Now when it comes to being a professional, it's important that we know we can deliver a professional product. And in order to do that we need to know that our home studio is delivering the best possible quality. I'm not going to go on about your equipment or your DAW, we'll do a more technical blog at a later date. But what is important is that you are confident in your sound, and you've had it reviewed by someone who knows what they are doing. An audio engineer, a coach or a fellow experienced VO can all be of help to you here. You may think your sound is good, but it might not be quite what it could be. And if you're sending out demos to potential clients, then you want to make sure they're going to be impressed with your sound.

This also ties into auditions, many other VO's have said it, but paying for and auditioning on P2P sites before you know your skills and your sound, is a surefire way to get disheartened very quickly. And not only that, you'll be presenting a product that isn't professional, and trust me...people rememeber the bad people, just as much as the good ones.

Ok so you've got some coaching and training under your belt, you've built your brand and online prescence, you've most likely sourced someone to help you create some amazing demo's, and you know you can deliver a great product through your amazing sounding home studio. Trust me, all of this is going to put you in a much greater position than having an endless CV of work you can't show anyone because you weren't up to the task yet. Rememeber, just because you don't have an endless CV or loads of contacts doesn't mean you aren't a professional, nor does it mean you can't demand professional rates.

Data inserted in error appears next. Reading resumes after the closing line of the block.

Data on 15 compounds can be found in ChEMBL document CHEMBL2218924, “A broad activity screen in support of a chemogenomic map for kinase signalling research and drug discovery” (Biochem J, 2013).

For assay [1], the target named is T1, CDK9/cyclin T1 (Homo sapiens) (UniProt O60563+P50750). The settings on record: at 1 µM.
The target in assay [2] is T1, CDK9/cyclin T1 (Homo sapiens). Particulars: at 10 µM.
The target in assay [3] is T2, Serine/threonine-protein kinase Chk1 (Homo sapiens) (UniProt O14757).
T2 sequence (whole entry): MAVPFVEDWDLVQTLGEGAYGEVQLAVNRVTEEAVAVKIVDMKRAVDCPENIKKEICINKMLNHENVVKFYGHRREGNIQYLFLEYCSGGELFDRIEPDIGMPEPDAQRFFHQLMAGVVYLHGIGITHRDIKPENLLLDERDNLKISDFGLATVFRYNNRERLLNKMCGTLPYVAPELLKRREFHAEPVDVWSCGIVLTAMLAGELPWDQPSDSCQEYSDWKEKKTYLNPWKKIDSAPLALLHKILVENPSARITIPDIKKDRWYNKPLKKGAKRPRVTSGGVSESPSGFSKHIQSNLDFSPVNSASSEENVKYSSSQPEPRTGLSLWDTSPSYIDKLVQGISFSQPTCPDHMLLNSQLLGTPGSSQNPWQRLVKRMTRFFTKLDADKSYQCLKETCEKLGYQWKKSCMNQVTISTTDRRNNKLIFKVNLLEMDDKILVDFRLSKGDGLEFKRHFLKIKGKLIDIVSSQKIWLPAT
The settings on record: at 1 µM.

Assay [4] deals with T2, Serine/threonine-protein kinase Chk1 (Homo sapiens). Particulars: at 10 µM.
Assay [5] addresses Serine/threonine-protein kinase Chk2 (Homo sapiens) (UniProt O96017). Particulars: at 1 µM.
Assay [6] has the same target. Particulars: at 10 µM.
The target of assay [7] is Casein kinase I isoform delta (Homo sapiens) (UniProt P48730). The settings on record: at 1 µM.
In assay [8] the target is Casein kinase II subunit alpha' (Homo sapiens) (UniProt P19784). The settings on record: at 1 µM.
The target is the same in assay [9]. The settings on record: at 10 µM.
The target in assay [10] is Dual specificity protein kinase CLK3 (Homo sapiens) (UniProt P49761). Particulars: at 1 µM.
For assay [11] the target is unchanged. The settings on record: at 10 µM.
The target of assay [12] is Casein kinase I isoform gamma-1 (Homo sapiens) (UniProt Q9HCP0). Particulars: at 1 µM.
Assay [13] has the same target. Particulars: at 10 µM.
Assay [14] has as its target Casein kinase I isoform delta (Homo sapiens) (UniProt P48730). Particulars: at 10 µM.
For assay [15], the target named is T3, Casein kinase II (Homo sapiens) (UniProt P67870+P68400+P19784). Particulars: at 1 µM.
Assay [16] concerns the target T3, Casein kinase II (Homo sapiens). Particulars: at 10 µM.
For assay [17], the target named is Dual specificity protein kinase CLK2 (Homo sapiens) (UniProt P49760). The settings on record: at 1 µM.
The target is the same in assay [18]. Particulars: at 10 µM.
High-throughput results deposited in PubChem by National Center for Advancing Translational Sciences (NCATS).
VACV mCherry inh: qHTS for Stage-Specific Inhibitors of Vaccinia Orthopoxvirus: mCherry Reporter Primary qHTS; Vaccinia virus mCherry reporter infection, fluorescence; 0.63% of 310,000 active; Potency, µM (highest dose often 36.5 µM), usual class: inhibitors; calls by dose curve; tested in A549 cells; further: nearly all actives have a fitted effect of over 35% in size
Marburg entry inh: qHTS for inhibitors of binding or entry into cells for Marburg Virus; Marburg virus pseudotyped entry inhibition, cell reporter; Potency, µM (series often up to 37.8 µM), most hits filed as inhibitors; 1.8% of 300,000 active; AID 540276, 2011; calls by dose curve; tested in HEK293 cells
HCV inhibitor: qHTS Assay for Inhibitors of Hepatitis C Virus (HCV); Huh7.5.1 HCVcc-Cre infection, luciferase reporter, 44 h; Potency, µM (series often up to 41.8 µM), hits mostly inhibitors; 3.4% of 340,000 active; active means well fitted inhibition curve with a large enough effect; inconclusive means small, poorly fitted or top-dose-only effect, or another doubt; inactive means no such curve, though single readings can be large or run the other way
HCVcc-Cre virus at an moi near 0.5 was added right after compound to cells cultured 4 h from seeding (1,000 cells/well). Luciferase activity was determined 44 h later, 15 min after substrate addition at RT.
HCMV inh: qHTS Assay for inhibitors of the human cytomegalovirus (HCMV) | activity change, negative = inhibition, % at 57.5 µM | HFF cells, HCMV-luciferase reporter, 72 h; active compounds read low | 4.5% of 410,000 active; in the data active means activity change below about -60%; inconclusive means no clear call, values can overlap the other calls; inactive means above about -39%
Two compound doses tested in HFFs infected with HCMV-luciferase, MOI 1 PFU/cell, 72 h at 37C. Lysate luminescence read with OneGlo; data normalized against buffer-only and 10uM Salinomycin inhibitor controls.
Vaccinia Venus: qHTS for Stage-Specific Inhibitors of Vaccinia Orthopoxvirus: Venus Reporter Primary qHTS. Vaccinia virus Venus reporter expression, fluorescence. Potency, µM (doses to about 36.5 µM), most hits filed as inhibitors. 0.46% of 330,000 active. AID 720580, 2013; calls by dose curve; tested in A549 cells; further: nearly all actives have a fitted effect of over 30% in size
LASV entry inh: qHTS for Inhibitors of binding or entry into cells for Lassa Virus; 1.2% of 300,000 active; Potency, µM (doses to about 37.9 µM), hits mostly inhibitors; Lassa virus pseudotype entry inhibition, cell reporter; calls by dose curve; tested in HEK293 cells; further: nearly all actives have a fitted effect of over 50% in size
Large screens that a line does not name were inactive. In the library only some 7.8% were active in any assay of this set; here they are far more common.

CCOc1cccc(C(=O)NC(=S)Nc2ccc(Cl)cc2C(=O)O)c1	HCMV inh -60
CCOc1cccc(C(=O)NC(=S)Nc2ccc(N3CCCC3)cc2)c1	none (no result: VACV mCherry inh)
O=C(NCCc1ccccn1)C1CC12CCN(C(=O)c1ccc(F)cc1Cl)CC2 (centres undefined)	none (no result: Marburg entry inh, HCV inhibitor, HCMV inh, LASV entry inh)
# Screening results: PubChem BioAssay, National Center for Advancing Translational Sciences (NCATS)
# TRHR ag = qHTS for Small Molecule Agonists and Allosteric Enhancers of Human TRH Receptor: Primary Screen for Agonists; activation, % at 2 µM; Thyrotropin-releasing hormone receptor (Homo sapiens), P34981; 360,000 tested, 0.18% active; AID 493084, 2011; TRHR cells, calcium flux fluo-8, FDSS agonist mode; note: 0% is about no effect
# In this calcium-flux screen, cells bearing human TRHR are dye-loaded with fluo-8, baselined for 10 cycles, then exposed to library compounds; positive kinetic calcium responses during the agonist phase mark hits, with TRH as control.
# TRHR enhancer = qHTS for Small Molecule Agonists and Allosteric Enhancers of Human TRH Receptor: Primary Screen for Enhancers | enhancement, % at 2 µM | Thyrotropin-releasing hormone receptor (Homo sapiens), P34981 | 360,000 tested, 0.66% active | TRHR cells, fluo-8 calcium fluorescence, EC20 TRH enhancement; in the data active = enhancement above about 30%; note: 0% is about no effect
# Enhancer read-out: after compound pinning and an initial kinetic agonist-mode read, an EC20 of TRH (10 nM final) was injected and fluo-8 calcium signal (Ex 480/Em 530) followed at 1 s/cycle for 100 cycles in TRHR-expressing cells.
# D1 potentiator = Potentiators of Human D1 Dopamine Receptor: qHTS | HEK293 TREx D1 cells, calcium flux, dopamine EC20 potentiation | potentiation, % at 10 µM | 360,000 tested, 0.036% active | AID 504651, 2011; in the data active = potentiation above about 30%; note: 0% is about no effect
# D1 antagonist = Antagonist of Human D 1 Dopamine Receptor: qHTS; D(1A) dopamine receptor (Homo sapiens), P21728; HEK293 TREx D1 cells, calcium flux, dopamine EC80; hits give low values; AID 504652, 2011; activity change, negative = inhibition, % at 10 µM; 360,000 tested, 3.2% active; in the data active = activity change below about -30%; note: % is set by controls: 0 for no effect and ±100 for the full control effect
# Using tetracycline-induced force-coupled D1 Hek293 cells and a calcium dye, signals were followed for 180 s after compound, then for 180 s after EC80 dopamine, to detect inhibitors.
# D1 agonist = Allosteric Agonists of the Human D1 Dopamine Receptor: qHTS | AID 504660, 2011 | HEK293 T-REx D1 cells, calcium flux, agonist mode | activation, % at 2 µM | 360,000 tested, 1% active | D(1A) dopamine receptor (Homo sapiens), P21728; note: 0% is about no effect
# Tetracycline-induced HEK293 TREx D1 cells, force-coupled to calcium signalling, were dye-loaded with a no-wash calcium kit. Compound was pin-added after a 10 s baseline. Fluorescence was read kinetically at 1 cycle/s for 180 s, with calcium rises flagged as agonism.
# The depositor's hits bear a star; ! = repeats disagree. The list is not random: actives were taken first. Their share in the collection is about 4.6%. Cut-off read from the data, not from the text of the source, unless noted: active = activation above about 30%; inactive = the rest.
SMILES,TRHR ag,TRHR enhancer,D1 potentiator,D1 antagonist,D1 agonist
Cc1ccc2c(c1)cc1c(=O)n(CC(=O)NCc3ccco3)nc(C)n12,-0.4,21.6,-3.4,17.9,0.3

A small word to the wise, when it comes to starting in VO and getting paid, it may be worth not going full time right away. There is nothing wrong with building your business while you have other work. Being able to say yes to the jobs that are not only going to pay appropriatley, but also advance your career through client connections and material to show off your skills, is going to be far more beneficial than recording low paid jobs that will never see the light of day.

And finally, remember, being a professional is a mindset, just as much as it is about having certian things in place. It's about getting the work done, communicating effectively and showing the world that your business...is ready for business.


If anyone needs a list of coaches, places to train, books to look at or information about getting all your ducks in a row, then feel free to get in touch at sebastian@sbvoices.co.uk.


Singing out, SBVO.